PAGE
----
I'd also love to see some analysis about how existing laws came to exist. Who lobbied for these policies? Were they easy to pass, or were they controversial?

This is a great example of the utility of the EA forum - well researched and actionable. I'll do what I can to make sure this is on the radar of others in EAA.

Comment author: saulius  (EA Profile) 11 August 2018 08:03:10PM *  2 points [-]

Thanks. I encountered the 6 billion figure by accident when doing research about fish farmed for food for ACE. I wonder if there are other areas like this where a huge number of animals are hurt that animal activists are unaware of.

I don’t have good answers to your questions, but I'm going to do a bit of a brain dump here and answer them to the best of my knowledge, in case someone would find it valuable.

what percentage of bait fish will be replaced by artificial baits vs animals? If you used worms or other animals as bait, would you have to use more bait, or would it be a 1-1 replacement?

Artificial baits seem to already be more popular. E.g. see http://www.anglersurvey.com/files/2012/10/AS3-1.png (“live bait” here means live baitfish, worms leeches, frogs, etc.). Although one text I read said that internet is biased towards artificials baits because they are used by people who take fishing more seriously (and therefore talk about it on internet more). So the survey might have a selection bias as well. I have a hunch that people who use baitfish would be more likely to switch to other types of life bait, rather than artificial bait. Also, if farming of live bait was banned, some would catch live batfish for themselves. That is probably better than farming though.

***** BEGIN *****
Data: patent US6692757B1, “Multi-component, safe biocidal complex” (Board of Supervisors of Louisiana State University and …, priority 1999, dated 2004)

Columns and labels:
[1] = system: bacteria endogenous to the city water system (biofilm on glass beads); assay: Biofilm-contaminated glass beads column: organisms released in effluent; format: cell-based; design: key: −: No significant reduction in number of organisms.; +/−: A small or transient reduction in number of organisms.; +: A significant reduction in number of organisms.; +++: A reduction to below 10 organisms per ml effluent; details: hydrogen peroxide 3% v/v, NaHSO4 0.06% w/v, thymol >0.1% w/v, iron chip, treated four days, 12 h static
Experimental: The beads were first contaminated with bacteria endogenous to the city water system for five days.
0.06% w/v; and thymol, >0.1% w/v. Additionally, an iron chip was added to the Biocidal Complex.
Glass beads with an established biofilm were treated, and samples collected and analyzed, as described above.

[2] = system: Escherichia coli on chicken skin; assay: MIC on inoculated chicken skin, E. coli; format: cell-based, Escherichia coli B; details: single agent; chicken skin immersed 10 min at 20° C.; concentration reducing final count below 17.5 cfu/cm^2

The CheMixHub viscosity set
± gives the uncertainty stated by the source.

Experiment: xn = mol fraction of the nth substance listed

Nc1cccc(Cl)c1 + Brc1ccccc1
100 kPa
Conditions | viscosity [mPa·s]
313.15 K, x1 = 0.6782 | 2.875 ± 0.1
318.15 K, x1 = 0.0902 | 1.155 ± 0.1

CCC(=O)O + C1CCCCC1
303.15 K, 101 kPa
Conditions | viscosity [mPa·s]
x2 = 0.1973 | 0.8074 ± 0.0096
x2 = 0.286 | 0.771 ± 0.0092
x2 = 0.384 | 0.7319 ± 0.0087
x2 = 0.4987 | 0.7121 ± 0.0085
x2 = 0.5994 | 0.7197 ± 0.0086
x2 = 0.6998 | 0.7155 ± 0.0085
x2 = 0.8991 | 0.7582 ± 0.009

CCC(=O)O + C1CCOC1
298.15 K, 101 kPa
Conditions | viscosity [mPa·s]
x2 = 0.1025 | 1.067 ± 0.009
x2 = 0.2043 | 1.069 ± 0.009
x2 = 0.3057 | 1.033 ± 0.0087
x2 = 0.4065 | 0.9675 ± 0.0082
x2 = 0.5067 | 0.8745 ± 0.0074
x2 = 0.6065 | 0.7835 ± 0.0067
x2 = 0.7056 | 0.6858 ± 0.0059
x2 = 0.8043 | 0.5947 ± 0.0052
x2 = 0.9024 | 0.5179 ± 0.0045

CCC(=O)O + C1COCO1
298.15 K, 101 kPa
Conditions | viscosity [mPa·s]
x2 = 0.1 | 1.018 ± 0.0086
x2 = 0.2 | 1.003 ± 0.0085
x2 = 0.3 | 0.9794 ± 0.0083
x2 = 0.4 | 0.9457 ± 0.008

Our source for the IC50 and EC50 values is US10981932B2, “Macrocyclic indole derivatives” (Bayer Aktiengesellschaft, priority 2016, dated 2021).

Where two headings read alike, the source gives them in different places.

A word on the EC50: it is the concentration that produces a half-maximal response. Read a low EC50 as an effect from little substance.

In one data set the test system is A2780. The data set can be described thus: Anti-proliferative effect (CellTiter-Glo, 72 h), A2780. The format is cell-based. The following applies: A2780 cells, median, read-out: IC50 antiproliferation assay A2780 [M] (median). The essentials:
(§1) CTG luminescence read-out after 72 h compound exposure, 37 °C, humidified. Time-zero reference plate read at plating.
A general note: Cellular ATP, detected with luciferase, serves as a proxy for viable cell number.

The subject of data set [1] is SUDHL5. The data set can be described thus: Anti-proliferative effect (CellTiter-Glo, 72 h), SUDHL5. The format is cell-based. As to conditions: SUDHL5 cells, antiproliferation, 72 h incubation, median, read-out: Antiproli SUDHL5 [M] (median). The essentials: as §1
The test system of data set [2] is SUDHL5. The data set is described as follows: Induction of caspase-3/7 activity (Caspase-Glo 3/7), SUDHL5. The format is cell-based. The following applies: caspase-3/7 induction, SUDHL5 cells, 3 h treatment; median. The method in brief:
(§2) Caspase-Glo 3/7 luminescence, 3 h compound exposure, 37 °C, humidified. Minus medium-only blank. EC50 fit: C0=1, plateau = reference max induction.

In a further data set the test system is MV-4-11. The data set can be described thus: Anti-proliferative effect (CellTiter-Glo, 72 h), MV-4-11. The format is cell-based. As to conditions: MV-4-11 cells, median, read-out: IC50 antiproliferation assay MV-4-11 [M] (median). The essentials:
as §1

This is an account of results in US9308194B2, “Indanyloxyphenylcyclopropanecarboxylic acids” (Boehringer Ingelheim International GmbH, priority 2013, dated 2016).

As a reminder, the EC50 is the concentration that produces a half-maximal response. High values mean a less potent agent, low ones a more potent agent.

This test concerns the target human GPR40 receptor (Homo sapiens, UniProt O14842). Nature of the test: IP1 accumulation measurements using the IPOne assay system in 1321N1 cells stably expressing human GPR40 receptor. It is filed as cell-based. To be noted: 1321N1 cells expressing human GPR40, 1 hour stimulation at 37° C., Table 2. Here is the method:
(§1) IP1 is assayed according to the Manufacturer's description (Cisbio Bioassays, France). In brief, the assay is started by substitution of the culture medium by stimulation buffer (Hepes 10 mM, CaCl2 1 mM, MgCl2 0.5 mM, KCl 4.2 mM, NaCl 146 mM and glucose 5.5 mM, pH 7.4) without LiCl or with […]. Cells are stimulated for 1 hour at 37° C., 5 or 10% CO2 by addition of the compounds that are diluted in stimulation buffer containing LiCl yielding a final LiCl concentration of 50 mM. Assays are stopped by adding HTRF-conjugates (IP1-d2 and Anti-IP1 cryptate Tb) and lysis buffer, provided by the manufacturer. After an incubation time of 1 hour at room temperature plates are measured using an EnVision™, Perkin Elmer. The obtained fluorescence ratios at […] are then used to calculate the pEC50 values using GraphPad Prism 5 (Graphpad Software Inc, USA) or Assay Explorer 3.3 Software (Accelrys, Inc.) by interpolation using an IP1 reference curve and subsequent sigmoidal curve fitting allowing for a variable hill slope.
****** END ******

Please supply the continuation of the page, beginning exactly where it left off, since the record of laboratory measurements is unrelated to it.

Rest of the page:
Before I read Peter Singer, I used to fish with my father. From experience, I can tell that if they switched to worms, many more worms and maggots would be used than baitfish. E.g. see the amounts in https://www.wormsdirectuk.co.uk/acatalog/dendrobaena.html. We would keep maggots in the fridge, sometimes would hook several of them and would buy more than needed just to be safe. I might write a separate article about worms and maggots as bait some time later. I do think that they suffer less (both, because they live shorter lives before being used, and they are less sentient). But it could be that they are very stressed in those containers. So yes, it’s possible that counterfactual is even worse.

By the way, maybe some questions like this can be answered by just going to a nearby fishing or bait store and asking some questions. E.g. how many fish and how many worms do people usually buy? I wish I could’ve done that while writing this, but I don’t live in the U.S.